chronic safety problems. Once we learned the extent of this gaming of
the system, we ensured that the Department of Labor has sufficient
resources to stop them.
The spending plan on the floor today would once again allow mine
owners to game the system and put miners' lives at risk.
This tragedy and other workplace disasters are a reminder that the
action or inaction of Congress or the regulatory agencies can directly
affect the lives and health of our citizens. That's why the Republican
plan to slash the Occupational Safety and Health Administration is so
Madame Secretary, OSHA will have very few options other than making
significant cuts to worker health and safety. There would be thousands
fewer workplace hazard inspections. OSHA would be cut to 1974 staffing
levels, even though there are 65 percent more private sector workers
today as there were in 1974. There will not be enough investigators to
conduct the fatality and accident investigations needed. And, funding
for OSHA's website would even be zeroed out.
Workers are not cogs in the wheel. They are fathers, mothers, sons,
and daughters. They deserve basic health and safety protections.
We've seen what happens when you rely on self-certification,
voluntary compliance and inadequate protections. Upper Big Branch
happens. Deepwater Horizon happens. Imperial Sugar happens.
By statute, the Department of Labor is tasked to ``foster, promote,
and develop the welfare of the wage earners of the United States, to
improve their working conditions, and to advance their opportunities
for profitable employment.'' For too long, that mission was forgotten.
But you have made progress in restoring that mission in the last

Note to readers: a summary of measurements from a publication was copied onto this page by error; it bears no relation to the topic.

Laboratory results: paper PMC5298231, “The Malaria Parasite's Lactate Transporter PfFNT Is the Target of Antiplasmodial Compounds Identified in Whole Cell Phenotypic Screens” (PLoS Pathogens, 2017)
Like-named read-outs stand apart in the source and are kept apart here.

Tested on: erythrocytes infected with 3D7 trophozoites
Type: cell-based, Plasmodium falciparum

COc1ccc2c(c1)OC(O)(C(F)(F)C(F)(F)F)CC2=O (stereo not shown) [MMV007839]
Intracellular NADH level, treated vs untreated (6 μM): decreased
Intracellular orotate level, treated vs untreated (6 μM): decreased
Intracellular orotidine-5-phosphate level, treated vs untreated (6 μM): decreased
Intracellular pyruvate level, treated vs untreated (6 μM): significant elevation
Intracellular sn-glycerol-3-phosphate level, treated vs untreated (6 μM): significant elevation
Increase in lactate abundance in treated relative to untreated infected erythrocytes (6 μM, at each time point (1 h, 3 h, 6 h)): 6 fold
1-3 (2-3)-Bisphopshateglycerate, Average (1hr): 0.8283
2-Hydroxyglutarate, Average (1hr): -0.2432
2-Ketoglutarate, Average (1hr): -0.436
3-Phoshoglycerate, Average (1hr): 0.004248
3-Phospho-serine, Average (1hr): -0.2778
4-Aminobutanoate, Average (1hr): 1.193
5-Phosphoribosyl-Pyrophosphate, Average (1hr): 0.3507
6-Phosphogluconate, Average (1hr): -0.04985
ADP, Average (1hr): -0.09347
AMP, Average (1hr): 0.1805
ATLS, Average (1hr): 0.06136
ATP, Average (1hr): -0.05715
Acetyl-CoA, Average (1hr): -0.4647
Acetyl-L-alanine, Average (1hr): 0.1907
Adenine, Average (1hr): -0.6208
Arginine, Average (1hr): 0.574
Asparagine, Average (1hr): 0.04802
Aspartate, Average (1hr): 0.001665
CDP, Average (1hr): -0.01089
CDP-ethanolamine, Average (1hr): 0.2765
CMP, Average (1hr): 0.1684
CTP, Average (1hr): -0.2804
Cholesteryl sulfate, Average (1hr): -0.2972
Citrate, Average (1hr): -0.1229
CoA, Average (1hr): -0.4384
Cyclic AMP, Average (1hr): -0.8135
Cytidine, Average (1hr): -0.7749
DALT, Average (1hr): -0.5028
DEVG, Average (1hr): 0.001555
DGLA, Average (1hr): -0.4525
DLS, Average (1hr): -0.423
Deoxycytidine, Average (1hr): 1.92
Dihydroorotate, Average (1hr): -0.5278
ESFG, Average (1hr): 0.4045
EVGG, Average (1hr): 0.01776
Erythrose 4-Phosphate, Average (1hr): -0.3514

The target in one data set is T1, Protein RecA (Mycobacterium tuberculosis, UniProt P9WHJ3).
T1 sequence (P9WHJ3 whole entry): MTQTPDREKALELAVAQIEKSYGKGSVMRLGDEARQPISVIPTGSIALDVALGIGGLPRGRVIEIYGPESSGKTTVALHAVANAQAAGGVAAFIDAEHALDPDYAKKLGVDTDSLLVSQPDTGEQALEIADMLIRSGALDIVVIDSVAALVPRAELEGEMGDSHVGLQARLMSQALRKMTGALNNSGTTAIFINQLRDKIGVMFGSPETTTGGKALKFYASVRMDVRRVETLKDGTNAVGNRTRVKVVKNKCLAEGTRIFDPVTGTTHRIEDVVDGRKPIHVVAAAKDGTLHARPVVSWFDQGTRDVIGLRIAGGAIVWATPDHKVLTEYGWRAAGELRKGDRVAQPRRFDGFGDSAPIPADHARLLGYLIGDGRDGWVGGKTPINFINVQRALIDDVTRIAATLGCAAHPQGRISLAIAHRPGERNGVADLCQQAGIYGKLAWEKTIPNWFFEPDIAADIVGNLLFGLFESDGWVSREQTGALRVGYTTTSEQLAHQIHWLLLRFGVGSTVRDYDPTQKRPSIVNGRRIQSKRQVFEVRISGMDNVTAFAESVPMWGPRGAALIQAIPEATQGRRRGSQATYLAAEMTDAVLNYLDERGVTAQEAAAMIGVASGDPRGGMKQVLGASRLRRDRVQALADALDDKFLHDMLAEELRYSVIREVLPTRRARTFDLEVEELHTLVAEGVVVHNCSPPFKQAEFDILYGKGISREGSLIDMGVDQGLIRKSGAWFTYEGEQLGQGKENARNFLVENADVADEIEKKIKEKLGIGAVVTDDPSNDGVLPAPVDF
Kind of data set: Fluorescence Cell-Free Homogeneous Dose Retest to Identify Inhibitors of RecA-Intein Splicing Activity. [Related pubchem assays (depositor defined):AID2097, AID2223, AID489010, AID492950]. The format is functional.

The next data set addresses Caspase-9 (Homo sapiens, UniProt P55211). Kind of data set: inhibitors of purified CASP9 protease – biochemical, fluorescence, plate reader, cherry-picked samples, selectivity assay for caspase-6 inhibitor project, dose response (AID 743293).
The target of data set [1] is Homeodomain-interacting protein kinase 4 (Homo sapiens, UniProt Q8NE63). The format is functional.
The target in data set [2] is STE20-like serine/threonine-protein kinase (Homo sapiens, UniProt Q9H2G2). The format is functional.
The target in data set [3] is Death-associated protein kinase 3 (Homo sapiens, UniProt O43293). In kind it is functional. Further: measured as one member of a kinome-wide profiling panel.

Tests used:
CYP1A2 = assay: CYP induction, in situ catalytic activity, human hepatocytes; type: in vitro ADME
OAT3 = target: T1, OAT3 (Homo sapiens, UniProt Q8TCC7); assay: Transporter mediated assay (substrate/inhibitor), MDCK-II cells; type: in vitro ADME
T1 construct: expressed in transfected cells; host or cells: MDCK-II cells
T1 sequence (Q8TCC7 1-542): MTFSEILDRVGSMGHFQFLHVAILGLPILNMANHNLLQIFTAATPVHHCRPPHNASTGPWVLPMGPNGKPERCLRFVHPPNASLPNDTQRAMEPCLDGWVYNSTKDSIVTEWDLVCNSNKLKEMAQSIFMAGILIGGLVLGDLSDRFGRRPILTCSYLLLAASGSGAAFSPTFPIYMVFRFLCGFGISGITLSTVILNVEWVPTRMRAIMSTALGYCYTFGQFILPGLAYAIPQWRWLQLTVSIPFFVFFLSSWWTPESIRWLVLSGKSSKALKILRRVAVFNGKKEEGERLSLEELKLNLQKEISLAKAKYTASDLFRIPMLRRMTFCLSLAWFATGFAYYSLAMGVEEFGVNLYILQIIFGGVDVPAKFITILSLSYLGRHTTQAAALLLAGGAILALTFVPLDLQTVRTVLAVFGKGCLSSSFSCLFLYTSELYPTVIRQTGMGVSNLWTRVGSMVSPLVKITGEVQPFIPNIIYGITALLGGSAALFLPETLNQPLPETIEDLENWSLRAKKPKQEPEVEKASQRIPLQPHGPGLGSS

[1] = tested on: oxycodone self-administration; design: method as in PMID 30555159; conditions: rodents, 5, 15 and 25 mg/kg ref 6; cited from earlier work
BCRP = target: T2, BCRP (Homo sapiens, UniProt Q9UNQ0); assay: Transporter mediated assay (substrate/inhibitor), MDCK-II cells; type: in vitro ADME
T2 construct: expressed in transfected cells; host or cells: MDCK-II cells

two years. Unfortunately, the Republican spending bill will turn this
progress on its head.
No one is in favor of wasteful spending or outdated government
regulations that don't work. Instead of identifying real government
waste--like subsidies for big oil or tax cuts to billionaires--House
Republicans have decided to cut on the backs of working people and
Our workers' safety and our nation's economic competitiveness can
ill afford these unwise cuts.
I yield back.
Chairman Kline. I thank the gentleman.
I am sorry here. Let me get back on track.
Pursuant to committee rule 7(c), all Members will be
permitted to submit written statements to be included in the
permanent hearing record. And, without objection, the hearing
record will remain 14 days to allow questions for the record,
statements, and extraneous material referenced during the
hearing to be submitted for the official hearing record.
[The information follows:]
Questions Submitted by Hon. Carolyn McCarthy, a Representative in
Congress From the State of New York
1. I think the Department of Labor has done a great job on a
variety of fronts, and I commend you for your commitment to American
Today's worker is much different than the worker of past. There are
different workplace demographics and different expectations for both
employers and employees. There are surveys out there that conclude that
women are now nearly 50% of the U.S. workforce, yet still barriers
exist for them. One of the issues I have been most active on is
breastfeeding, and what concerns me is the lack of federal attention to
Last Congress, I introduced a bill, the Exemplary Breastfeeding
Support Act which would have helped to implement programs in support of